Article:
Group A Streptococcal diseases: For health professionals

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What health professionals need to know about Group A streptococcal diseases

Group A streptococcus (GAS) bacteria, Streptococcus pyogenes, are Gram-positive beta-hemolytic bacteria of which over 240 emm types (genotypes) have been identified.

GAS can be present on the skin and throat of asymptomatic carriers. It can also cause a range of clinical presentations in the form of invasive and non-invasive disease.

Clinical manifestations

Common presentations of GAS include:

  • Pharyngitis
  • skin infection such as impetigo
  • scarlet fever (less common presentation)

Occasionally, GAS causes invasive infections, which can be severe and possibly life threatening. This occurs when GAS infect sites that are usually sterile, such as:

  • blood
  • pleural fluid
  • bone or joint fluid
  • cerebrospinal fluid
  • deep muscle tissue

This can result in serious conditions, such as:

  • pneumonia
  • septicaemia
  • pyogenic arthritis
  • streptococcal meningitis
  • Streptococcal Toxic Shock Syndrome
  • necrotizing fasciitis (flesh eating disease)
  • puerperal sepsis (infection in the postpartum period)


GAS infections are treated with antibiotics. More information on the management of iGAS can be found in the guidelines for the Prevention and Control of Invasive Group A Streptococcal Disease.

Risk factors

Multiple studies have highlighted that the risk of invasive GAS disease is significantly associated with:

  • chronic diseases including
    • diabetes
    • lung disease
    • liver disease
    • heart disease
  • open wounds or breaks in the skin including:
    • cuts
    • burns
    • open sores
    • varicella infection
  • living in a crowded or unsanitary environment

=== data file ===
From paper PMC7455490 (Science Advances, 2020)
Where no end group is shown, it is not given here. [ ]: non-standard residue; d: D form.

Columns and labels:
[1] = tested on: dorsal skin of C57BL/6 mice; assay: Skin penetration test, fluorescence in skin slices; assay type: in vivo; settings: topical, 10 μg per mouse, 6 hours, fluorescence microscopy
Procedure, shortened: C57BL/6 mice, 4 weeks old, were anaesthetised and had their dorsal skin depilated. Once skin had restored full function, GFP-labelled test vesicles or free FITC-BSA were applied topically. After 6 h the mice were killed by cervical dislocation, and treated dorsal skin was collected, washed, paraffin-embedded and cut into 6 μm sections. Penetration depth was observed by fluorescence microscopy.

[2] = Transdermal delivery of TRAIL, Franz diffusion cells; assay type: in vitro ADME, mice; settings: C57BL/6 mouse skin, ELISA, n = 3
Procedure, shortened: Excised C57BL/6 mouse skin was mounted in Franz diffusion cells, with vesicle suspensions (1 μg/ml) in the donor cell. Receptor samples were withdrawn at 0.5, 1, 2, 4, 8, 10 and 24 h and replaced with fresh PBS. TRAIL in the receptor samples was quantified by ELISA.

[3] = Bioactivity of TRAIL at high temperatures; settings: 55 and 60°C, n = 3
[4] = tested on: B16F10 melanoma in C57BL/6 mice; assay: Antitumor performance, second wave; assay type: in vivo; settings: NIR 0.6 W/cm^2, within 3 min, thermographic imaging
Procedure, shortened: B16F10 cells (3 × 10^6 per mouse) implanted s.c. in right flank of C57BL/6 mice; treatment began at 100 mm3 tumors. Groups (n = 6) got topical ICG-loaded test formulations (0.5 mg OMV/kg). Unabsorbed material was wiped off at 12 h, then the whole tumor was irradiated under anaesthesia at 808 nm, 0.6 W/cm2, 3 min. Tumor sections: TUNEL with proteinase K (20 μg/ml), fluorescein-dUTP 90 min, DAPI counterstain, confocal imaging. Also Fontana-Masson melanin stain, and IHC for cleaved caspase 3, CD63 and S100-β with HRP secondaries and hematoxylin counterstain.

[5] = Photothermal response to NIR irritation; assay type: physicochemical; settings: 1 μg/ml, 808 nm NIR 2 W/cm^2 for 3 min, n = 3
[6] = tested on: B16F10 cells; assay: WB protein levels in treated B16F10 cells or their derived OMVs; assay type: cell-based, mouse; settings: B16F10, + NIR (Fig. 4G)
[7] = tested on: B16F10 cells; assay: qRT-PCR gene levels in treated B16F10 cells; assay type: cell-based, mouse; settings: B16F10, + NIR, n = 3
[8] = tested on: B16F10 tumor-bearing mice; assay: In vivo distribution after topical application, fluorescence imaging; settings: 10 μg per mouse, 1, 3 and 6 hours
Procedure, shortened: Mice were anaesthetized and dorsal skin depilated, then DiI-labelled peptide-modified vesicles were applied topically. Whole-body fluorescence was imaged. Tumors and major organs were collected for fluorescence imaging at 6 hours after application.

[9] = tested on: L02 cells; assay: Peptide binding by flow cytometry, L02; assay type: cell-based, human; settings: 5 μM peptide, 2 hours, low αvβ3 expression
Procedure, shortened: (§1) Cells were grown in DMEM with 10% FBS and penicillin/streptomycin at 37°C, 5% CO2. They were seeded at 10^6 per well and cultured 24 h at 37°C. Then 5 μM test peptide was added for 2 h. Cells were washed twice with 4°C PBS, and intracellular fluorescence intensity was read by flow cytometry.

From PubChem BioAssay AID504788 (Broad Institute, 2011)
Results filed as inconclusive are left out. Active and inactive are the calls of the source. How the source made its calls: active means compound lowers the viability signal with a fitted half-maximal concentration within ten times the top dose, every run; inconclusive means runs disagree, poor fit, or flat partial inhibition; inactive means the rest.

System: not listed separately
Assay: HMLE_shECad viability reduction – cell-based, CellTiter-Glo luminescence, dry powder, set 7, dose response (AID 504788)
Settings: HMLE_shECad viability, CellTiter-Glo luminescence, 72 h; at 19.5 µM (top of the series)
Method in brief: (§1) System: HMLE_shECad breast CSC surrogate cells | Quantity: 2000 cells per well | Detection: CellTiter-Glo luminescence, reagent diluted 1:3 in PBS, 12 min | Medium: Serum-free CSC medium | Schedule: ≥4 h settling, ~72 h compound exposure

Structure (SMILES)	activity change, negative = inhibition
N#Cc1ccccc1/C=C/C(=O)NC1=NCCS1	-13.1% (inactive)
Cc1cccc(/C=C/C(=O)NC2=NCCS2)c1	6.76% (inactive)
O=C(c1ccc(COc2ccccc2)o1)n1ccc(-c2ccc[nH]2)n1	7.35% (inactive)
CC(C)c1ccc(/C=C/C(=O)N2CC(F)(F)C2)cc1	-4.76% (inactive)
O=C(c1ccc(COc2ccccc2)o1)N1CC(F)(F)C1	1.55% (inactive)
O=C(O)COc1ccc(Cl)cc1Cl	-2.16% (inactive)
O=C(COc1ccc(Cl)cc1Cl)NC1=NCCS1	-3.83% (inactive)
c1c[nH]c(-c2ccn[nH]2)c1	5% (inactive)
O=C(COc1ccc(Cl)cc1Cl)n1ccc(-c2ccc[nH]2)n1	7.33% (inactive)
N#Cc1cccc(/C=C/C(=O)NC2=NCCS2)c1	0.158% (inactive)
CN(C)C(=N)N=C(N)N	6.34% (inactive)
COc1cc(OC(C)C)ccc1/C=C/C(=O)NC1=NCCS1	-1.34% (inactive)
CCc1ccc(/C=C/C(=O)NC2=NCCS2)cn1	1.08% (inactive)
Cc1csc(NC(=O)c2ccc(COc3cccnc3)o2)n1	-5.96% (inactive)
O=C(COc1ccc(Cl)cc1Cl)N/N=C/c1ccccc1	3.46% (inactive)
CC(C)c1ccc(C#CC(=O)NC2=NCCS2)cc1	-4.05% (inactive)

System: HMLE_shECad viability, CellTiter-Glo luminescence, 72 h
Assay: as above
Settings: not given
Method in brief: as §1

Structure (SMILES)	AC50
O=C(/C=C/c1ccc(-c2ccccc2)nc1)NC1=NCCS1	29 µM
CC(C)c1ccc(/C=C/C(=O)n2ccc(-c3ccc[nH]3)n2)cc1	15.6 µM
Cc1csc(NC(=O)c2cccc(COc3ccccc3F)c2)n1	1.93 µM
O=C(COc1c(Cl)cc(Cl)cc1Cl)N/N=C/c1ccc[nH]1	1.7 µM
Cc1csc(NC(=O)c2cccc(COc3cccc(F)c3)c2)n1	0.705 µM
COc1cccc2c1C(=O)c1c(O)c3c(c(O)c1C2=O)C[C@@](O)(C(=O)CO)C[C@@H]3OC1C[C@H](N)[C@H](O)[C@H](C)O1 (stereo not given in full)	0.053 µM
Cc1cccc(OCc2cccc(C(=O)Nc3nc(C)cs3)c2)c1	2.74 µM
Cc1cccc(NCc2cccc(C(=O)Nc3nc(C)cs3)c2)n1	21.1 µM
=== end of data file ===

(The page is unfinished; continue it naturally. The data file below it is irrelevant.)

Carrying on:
• substance abuse, including use of injectable drugs
  • weakened immune system, caused by factors such as
    • disease (HIV infection, AIDS)
    • cancer treatments (radiation and chemotherapy)
    • taking anti-rejection drugs following an organ or bone-marrow transplant
  • recent close contact with someone with a GAS or iGAS infection

Number of invasive Group A streptococcus cases in Canada

Invasive GAS (iGAS) became nationally notifiable in January 2000. Since the early 2000s, the incidence rate of iGAS has gone up steadily.

The rate has doubled from 2.7 cases per 100,000 people in 2004, to 6.2 cases per 100,000 people in 2016. Figure 1 shows the number of cases and incidence rates of iGAS in Canada by year from 2000-2016.

Figure 1

Text equivalent - Figure 1
Table 1: Number of invasive Group A streptococcus cases in Canada
Year Cases Incidence
2000 863 2.81
2001 830 2.68
2002 866 2.76
2003 1,039 3.28
2004 857 2.68
2005 1,025 3.18
2006 1,194 3.67
2007 1,420 4.32
2008 1,470 4.42
2009 1,355 4.03
2010 1,408 4.14
2011 1,644 4.79
2012 1,613 4.64
2013 1,661 4.72
2014 1,828 5.14
2015 1,893 5.28
2016 2,167 6.16

The age groups most affected are infants under 1 year of age and adults over 60 years of age and between 30 to 39 years of age. In 2016, age group-specific incidence rates for those age groups were:

  • 7.6 cases per 100,000 for infants under 1 year of age
  • 8.7 cases per 100,000 for adults over 60 years of age
  • 8.0 cases per 100,000 in adults between 30 to 39 years of age

The highest degree of change in incidence rates since 2000 occurred among adults between the ages of 20 to 24, 30 to 39 and 40 to 59 years.

Invasive Group A streptococcal disease in Canada

The Public Health Agency of Canada (PHAC) conducts annual national routine iGAS surveillance. This is done through the Canadian Notifiable Disease Surveillance System.

Basic demographic information is available, such as:

  • sex
  • age group
  • province or territory

The National Microbiology Laboratory conducts laboratory-based surveillance of the bacteria that causes GAS. Non-invasive GAS isn’t reported nationally, so PHAC does not have data on it.

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